Tag Archives: Economic value of trees

New biomass guide

The Forestry Commission has a new guide to the use of biomass for heating.  It begins:

“There are many ways in which community groups can get involved in developing a local woodfuel supply chain.  These pages will guide you through the stages of the supply chain, helping you understand the time, resources, skills and costs involved.  The woodfuel sector is growing in response to positive policy and financial support for the use of wood-fuelled heating systems and bringing woodlands back into sustainable management.

The FC says that sustainable woodfuel supply chains offer a wide range of social, economic and environmental opportunities and benefits including:

  • supporting the local economy
  • improving access to woodland for leisure
  • bringing together local communities
  • creating new skills and jobs
  • enabling carbon savings
  • promoting increased woodland biodiversity
  • supporting climate change mitigation through woodland management.

The Guide has 7 sections:

Posted in: Latest News, Woodland Management | Tagged |

Local ecosystem service maps

Last Wednesday, the West of England Nature Partnership (WENP) unveiled a series of maps that show the most important environmental areas in the West of England.

The maps illustrate how green space is vital for better water quality, local flood protection and pollination, and the maps are designed to inform local decision making and help ensure that the West of England remains green and nature-rich place to live and visit.

The maps, known as ‘ecosystem service maps’ are the first time that nature’s services have been mapped and analysed in the West of England. Ecosystem services are the benefits that people get from nature, such as composting, air and water cleaning services, as well as for recreation opportunities.

The maps were created using over 200 datasets and show where the nature is working to support our economy and society.

If you click here, you can see the WENP website, but if you click here, you get to maps of the woodland network showing the best areas of woodland in the Forest of Avon Trust area, as well as the land which connects them, allowing wildlife to move.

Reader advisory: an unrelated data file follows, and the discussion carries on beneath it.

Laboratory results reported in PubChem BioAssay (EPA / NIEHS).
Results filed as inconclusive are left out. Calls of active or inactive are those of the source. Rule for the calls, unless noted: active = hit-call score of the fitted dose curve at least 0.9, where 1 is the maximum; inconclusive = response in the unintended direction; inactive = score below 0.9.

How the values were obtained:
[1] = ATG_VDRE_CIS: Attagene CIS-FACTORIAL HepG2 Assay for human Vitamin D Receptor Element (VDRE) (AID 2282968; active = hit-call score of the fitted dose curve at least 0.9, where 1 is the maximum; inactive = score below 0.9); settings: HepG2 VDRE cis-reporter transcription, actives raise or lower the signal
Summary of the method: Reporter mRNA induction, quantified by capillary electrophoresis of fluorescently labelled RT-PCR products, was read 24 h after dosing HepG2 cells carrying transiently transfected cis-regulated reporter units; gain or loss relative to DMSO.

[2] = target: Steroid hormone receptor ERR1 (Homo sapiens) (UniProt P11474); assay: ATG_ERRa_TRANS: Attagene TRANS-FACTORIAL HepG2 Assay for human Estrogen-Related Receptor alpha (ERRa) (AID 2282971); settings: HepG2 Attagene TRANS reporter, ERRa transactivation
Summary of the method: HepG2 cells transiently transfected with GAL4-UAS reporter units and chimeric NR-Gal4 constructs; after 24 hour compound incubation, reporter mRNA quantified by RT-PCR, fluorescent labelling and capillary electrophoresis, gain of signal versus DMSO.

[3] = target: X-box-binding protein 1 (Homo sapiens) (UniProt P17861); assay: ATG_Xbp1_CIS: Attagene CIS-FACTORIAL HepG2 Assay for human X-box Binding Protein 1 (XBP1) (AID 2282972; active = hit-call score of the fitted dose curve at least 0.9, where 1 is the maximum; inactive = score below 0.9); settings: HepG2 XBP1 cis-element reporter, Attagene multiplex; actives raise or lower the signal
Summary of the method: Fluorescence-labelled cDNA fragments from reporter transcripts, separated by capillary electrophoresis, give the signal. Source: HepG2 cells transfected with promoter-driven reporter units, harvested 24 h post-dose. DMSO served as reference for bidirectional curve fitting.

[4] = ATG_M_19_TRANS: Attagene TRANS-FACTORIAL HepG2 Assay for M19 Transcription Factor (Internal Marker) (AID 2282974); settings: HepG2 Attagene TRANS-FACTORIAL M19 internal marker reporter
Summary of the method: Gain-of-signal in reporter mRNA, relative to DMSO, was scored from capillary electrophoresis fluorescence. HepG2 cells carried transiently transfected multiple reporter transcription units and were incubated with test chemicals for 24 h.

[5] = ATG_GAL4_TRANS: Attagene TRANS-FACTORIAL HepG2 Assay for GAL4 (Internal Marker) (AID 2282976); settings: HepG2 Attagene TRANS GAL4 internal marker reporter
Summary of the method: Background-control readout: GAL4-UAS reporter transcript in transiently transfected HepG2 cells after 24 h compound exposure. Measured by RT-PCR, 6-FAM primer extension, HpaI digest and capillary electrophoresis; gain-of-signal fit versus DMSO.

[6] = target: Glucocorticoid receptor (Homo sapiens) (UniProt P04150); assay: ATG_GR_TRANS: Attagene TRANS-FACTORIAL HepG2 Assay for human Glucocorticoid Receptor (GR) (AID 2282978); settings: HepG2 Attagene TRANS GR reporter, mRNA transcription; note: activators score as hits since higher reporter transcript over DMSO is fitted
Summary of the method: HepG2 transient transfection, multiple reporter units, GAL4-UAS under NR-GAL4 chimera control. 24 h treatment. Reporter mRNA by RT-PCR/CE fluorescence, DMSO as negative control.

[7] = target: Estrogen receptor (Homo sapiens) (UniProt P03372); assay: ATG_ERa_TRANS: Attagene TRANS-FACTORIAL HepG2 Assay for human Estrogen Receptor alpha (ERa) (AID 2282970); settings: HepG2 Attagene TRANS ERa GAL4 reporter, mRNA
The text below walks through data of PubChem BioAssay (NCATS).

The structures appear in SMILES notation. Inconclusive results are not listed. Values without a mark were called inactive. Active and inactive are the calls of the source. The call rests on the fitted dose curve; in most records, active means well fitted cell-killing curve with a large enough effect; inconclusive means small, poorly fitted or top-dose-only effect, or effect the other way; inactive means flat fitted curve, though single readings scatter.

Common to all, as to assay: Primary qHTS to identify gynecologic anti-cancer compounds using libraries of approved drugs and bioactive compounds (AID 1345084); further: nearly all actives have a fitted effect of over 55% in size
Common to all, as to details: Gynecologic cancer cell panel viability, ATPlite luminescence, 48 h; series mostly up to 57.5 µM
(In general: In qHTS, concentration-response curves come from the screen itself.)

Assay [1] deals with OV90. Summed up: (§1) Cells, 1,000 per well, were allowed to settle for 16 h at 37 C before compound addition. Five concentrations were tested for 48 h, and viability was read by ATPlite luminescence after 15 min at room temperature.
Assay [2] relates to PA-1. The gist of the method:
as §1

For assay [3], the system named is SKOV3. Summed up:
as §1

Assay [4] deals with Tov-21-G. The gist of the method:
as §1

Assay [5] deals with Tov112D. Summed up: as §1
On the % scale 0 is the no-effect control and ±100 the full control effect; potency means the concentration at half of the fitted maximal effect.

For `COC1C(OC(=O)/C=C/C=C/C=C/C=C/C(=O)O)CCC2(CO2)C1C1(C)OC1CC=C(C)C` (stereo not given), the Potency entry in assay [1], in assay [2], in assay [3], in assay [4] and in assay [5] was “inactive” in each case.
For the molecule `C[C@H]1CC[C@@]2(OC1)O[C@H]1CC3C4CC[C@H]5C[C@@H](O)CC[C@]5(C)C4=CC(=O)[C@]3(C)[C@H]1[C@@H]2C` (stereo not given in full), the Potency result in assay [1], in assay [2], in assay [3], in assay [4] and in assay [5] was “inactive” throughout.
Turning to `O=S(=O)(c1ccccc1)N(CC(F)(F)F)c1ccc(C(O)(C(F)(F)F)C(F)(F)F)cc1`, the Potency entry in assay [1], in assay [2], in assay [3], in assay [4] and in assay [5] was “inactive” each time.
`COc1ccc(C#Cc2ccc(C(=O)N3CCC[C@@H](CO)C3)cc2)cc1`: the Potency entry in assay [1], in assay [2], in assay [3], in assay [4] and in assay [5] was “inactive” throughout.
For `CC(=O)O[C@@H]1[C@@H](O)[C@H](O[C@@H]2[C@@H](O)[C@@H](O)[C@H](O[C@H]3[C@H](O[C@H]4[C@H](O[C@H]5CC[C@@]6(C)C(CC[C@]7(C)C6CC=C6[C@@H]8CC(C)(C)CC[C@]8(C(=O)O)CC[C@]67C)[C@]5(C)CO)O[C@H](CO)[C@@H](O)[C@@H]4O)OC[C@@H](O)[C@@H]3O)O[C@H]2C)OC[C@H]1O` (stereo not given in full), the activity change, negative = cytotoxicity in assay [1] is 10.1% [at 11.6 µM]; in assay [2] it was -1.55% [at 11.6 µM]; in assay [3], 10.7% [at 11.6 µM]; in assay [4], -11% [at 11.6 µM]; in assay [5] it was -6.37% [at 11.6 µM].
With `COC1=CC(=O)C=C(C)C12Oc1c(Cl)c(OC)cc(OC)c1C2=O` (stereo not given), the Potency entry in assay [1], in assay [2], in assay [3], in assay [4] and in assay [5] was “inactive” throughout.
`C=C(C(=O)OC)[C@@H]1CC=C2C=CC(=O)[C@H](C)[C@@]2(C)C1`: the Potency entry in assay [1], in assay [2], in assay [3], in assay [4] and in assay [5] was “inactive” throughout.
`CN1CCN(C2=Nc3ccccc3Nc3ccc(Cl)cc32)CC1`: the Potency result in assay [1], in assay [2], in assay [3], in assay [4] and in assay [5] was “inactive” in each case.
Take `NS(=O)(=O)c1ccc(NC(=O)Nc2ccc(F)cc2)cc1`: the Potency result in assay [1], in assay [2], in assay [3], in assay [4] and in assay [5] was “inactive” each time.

Posted in: Future Woods, Latest News, Safeguarding our Trees | Tagged , , |

Trees offer a great return on investment

View up into tree canopyMore evidence about the (really) positive role of trees. Government agency Natural England has published a report about the benefits of investing in the natural environment (MEBEI2). The report sets out evidence from a number of studies into the effects of natural infrastructure on health, wellbeing, work, productivity and climate change.

The importance of trees and woodlands, particularly in urban areas, was highlighted throughout the report. Some key points are:

  • “Trees and plants can reduce the need for heating and cooling of buildings, and therefore lower energy costs.
  • “Urban centres in particular may in future suffer from dangerous heat and air pollution. Some of the impact may be reduced by investment in the natural environment (particularly trees).
  • “By increasing infiltration rates in forest soils, trees can have significant impacts on flooding, modelling since the O’Connell review in Pontebren in Wales suggests that in this context, a shelterbelt at right angles to the slope could reduce field scale flood peaks by 40%.
  • “Urban forests intercept rain water and reduce peak run off… Test plots in Manchester demonstrated that over a year, the addition of a street tree could reduce stormwater runoff by between 50% and 62% in a 9 square metre area, compared with asphalt alone.
  • “Trees can contribute to greater hydraulic roughness of floodplains, slowing water flow. Modelling around the River Parrett… found that floodplain woodland could slow water velocity within the woodland, increasing the water level by up to 270mm and increasing flood storage by 71%.
  • “Green infrastructure makes a number of important contributions to local climate regulation… A single large tree can transpire 450 litres of water in a day which uses 1000 mega joules of heat energy, making urban trees an effective way to reduce urban temperature.